Primary season brings out some interesting ideas, especially at the national level.

Things like “Medicare for All,” “Forgive all student loans,” “Flat taxes for everyone,” and “Let terrorists in jail vote.”

Wait, what?

Yes, voting rights for incarcerated terrorists. Long-time Vermont socialist and U.S. Senator Bernie Sanders embraced that position at a town hall in Massachusetts earlier this week, telling a live audience that even the Boston Marathon bomber should be allowed to vote while serving his life sentence.

Reaction was predictably harsh. Even anchors on CNN had to pick their jaws up off the floor after hearing Sanders’ crie de couer for disenfranchised murderers. Predictably, Bernie took a lot of heat, especially from first responders and family members of those killed and injured by the bomber.

Senator Kamala Harris initially jumped on the Sanders bandwagon before realizing what an absolutely terrible idea it was and reversing course the next day.

Virginia is no stranger to fights over felon voting rights. Restoration for felons who have completed their time, regardless of their crime, was controversial enough in recent years. That sparked a legal battle between then-Governor Terry McAuliffe and the House of Delegates that went all the way to the Virginia Supreme Court twice.

Surely no politician in Virginia would be radical enough to join Bernie Sanders on this one. Right?

Indeed, it was Sanders doing the joining. Some 13 members of the Virginia House of Delegates, all Democrats, signed on to House Joint Resolution 598.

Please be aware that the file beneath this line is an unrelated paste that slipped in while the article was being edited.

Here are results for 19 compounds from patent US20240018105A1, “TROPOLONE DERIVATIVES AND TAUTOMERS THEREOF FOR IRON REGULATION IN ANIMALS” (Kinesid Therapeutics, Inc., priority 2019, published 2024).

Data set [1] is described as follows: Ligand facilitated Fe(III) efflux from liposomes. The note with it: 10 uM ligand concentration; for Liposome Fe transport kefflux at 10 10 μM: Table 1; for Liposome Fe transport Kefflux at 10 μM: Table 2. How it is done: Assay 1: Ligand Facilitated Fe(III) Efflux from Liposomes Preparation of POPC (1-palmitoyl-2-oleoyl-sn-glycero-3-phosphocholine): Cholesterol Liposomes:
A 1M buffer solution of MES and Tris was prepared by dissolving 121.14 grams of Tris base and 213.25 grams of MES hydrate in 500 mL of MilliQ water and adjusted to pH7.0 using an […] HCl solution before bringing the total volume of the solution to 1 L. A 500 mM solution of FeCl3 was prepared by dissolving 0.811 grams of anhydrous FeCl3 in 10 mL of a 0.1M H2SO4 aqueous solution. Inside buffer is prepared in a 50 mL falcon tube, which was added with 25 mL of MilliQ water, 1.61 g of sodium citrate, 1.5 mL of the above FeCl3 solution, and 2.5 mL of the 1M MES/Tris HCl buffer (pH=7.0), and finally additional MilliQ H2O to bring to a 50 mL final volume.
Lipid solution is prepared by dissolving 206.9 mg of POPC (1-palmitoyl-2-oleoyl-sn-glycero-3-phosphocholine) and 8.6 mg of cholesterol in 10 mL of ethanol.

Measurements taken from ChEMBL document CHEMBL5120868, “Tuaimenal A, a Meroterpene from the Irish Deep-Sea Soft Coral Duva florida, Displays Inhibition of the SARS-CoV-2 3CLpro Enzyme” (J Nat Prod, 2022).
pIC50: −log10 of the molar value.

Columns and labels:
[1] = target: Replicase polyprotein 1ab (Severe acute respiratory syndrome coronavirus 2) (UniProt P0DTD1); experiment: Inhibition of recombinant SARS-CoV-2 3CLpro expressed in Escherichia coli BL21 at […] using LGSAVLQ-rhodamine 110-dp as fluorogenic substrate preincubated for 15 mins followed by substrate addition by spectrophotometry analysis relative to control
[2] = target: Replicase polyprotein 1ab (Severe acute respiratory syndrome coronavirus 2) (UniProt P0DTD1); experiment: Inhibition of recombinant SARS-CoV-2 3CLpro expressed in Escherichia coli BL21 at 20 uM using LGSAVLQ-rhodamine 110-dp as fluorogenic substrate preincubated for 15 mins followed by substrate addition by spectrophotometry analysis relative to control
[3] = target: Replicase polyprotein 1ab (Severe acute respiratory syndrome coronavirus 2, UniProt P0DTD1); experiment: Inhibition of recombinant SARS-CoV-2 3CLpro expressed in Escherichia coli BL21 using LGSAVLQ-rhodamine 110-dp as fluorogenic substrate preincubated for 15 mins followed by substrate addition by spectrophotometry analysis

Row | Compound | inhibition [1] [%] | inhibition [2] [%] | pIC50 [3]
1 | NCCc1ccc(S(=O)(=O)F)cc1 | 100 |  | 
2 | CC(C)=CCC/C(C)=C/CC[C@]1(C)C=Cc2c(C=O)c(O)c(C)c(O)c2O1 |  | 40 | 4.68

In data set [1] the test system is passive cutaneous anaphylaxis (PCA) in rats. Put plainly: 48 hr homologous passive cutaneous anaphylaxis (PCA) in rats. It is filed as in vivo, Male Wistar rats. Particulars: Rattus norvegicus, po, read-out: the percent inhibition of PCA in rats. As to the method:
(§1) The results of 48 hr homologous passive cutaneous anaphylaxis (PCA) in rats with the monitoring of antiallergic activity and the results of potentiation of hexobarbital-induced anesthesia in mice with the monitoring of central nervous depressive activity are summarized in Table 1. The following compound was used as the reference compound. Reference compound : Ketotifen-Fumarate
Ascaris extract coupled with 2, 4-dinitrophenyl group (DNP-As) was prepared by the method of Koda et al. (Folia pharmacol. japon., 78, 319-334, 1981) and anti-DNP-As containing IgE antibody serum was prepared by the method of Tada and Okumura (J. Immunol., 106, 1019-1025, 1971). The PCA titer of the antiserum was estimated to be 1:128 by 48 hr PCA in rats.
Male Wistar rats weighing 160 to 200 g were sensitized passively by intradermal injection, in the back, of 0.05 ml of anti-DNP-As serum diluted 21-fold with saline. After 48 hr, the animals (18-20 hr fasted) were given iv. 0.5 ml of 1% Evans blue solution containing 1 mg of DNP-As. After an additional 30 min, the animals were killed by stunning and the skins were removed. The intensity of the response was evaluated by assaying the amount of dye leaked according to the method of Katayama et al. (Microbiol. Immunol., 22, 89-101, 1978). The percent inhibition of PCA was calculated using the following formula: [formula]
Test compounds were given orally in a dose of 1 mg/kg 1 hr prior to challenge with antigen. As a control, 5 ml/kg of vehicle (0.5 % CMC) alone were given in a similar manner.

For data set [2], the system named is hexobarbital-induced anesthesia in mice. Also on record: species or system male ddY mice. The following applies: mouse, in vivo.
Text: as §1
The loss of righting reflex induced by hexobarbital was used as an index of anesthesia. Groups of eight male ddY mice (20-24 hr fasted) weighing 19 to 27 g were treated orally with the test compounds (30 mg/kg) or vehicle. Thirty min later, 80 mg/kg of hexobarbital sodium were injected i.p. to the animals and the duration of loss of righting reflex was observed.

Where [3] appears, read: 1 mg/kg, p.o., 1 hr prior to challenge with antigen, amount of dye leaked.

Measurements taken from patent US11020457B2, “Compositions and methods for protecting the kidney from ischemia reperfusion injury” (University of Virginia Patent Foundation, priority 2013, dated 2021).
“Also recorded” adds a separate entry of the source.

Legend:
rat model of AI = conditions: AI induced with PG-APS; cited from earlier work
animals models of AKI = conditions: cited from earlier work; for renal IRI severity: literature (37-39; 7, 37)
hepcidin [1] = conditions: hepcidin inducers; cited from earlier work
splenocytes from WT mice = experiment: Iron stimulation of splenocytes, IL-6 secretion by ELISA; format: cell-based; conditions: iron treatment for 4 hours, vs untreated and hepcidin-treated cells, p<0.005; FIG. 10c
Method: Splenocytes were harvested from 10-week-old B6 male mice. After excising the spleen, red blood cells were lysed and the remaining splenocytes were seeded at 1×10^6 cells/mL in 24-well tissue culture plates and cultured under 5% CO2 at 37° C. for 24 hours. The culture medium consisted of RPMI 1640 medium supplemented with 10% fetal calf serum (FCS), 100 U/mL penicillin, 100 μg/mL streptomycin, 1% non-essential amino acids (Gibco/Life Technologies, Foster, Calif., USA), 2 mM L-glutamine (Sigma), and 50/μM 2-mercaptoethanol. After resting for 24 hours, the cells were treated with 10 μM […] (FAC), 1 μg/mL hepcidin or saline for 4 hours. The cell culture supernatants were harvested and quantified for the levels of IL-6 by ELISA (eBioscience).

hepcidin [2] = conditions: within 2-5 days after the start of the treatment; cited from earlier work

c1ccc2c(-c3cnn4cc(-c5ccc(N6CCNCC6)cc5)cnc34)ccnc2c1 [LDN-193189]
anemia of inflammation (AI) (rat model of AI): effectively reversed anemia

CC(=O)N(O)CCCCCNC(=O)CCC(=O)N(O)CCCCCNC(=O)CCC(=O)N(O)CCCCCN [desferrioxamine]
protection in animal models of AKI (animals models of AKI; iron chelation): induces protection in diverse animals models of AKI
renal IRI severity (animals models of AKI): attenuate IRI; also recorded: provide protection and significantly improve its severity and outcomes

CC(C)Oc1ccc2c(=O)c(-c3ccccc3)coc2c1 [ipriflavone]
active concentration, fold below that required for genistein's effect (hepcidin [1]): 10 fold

The proposed amendment to the state Constitution would strike the current prohibition on voting by felons and replace it with universal voting rights, for all registered U.S citizens living in Virginia age 18 or older.

Further, it would block the General Assembly from ever restricting voting rights from those in jail again.

“Every person who meets these qualifications shall have the fundamental right to vote in the Commonwealth, and such right shall not be abridged by law,” the amendment reads.

In jail? Doesn’t matter. On death row? Doesn’t matter. Terrorist mastermind? Doesn’t matter. Apply for an absentee ballot.

Dels. Marcus Simon, Mark Keam, Wendy Gooditis, Elizabeth Guzman, Patrick Hope, Kaye Kory, Mark Levine, Joseph Lindsey, Alfonso Lopez, Cia Price, Sam Rasoul, Mark Sickles, and Rip Sullivan all signed on as patrons of the resolution.

Democrats have made great noises about taking back the Senate and House of Delegates. But the argument they’ve made for themselves so far include 40-week abortion  higher taxes for Northern Virginia families, and voting rights for terrorists.

It’s been said that all Democrats have to do to win is not be crazy. Apparently that’s too much to ask for a significant number of Democrats on the ballot this November.